A model of progress

: The use of school data for improvement

  • Andrew Adamson

Student thesis: Doctoral ThesisDoctor of Philosophy

Abstract

Current educational policies based upon accountability measures and evaluation practices have been given considerable attention throughout the education system. The two-sided approach is to ensure and enhance educational quality with an increased emphasis on school improvement. The aim of this study was to find out if a coeducational secondary school is meeting the requirements as detailed within the school improvement agenda.

The motivation for the study was to investigate if student performance data would provide a model of progress for school improvement. It focused on student outcomes at the end of five years of their secondary education. The data was also used to evaluate the impact of a critical incident when the school was placed in the Formal Intervention Process following a school inspection.

The research design is that of a quantitative study which guided the procedure for data analysis. The nature and structure of the data enabled two approaches to be undertaken to judge if improvement in standards had occurred over the five years.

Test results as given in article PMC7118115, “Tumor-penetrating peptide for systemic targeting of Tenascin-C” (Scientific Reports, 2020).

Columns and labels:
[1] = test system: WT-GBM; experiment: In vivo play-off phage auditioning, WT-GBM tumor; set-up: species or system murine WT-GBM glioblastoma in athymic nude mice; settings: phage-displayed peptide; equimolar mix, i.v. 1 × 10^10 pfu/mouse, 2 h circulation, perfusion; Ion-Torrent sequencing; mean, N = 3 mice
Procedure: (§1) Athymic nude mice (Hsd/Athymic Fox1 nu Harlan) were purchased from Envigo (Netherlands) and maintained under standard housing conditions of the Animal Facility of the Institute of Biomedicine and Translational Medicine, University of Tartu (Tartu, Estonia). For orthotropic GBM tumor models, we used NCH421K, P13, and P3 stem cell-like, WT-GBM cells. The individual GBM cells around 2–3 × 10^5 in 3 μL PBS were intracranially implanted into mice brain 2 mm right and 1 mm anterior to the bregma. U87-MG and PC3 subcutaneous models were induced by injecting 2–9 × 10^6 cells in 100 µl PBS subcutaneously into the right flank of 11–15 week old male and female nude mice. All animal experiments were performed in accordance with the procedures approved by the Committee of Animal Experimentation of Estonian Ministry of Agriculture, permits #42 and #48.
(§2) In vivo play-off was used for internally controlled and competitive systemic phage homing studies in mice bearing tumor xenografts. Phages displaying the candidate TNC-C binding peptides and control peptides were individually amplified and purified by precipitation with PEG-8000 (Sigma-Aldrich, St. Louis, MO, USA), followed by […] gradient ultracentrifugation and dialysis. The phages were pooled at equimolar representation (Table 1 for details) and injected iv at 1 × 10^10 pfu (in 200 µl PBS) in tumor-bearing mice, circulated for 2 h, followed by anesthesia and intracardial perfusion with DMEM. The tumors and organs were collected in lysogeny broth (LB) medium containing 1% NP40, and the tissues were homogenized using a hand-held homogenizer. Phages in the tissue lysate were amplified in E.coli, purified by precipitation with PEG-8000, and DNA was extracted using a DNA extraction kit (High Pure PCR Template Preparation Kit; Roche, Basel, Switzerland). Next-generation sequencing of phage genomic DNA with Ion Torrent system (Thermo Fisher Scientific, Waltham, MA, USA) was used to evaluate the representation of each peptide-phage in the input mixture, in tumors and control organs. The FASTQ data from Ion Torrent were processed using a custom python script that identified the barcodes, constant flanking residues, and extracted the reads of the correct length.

The first approach examined data of students within year-groups. It was an important indicator of the impact that the inspection had on teaching and learning and reflected on the work required when the school was placed in the Formal Intervention Process. For the second approach the data was partitioned into pre- and post- the intervention measures to find if there was improvement after planned actions were introduced.

The numerical analysis used multiple regression and multi-level modelling software. The hierarchical data structure enabled the construct of multi-level models which partition variance in student outcomes to demonstrate if progress had been made at different levels.

The data showed that there was a statistically significant effect on improvement in student attainment. It confirmed that the performance of individuals had a greater impact than their cohort which means that students take responsibility for their own learning and are not reliant on the characteristics of their year-group. The intervention measures which were embedded in a Theory of Change had a positive impact on student outcomes across the curriculum.
Date of AwardDec 2020
Original languageEnglish
Awarding Institution
  • Queen's University Belfast
SupervisorAllen Thurston (Supervisor) & Laura Dunne (Supervisor)

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